To Keep the Waters Troubled : Life of Ida B. Wells
In the generation that followed Frederick Douglass, no African American was more prominent, or more outspoken, than Ida B.Wells. Her crusade against lynching in the 1890s made her famous across America, and she was seriously considered as a rival to W.E.B.Du Bois and Booker T.Washington for race leadership. This book is the biography of Wells, a passionate crusader for black people and women, and one who was sometimes torn by her conflicting loyalties to race and gender. Wells' career began amidst controversy when she sued a Tennessee railroad company for ousting her from a first class car, a legal battle which launched her lifelong committment to journalism and activism. In the 1890s, Wells focused her eloquence on the horrors of lynching, exposing it as a widespread form of racial terrorism. Backing strong words with strong actions, she lectured in the States and abroad, arranged legal representation for black prisoners, hired investigators, founded anti-lynching leagues, sought recourse from Congress, and more.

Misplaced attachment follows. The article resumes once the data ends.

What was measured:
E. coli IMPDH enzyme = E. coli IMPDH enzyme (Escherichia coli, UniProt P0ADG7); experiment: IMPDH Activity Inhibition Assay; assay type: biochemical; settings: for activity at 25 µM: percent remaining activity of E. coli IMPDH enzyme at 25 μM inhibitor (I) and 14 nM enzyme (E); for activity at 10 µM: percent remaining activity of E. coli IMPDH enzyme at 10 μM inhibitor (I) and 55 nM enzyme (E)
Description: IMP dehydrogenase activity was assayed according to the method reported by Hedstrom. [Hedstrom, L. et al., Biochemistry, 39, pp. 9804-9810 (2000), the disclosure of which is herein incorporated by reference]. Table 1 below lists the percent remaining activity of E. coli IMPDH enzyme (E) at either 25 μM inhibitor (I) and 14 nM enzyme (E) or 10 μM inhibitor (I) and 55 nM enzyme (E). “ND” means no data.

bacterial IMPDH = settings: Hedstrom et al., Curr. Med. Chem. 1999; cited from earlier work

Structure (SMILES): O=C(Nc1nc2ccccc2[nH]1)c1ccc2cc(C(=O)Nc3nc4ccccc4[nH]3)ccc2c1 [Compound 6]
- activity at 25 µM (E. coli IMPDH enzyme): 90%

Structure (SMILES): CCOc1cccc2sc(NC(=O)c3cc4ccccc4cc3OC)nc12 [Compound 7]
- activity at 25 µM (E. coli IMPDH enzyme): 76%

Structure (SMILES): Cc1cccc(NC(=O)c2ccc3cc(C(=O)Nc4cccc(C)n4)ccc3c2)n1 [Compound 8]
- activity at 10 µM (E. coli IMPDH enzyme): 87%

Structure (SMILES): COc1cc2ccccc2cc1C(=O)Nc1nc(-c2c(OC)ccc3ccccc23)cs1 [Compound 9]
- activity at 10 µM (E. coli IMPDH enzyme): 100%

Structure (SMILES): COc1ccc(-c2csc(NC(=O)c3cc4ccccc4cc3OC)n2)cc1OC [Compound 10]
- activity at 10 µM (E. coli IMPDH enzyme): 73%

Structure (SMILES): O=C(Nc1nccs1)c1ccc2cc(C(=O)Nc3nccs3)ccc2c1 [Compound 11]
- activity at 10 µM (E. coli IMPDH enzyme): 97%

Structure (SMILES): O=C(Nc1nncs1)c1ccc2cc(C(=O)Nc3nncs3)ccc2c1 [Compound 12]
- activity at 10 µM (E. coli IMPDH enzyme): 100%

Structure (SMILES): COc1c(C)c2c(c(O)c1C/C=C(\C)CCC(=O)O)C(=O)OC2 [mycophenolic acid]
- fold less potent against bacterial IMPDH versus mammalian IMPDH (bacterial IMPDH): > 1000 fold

- Hardback | 416 pages
- 154.94 x 236.22 x 38.1mm | 771.1g
- 14 Jan 1999
- Oxford University Press Inc
- New York, United States
- 17 halftones, 11 line drawings, bibliography
About Linda O. McMurray
Linda O. McMurry is a Professor of History at North Carolina State University, and author of George Washington Carver: Scientist and Symbol and Recorder of the Black Experience: A Biography of Monroe Nathan Work. She lives in Raleigh, North Carolina.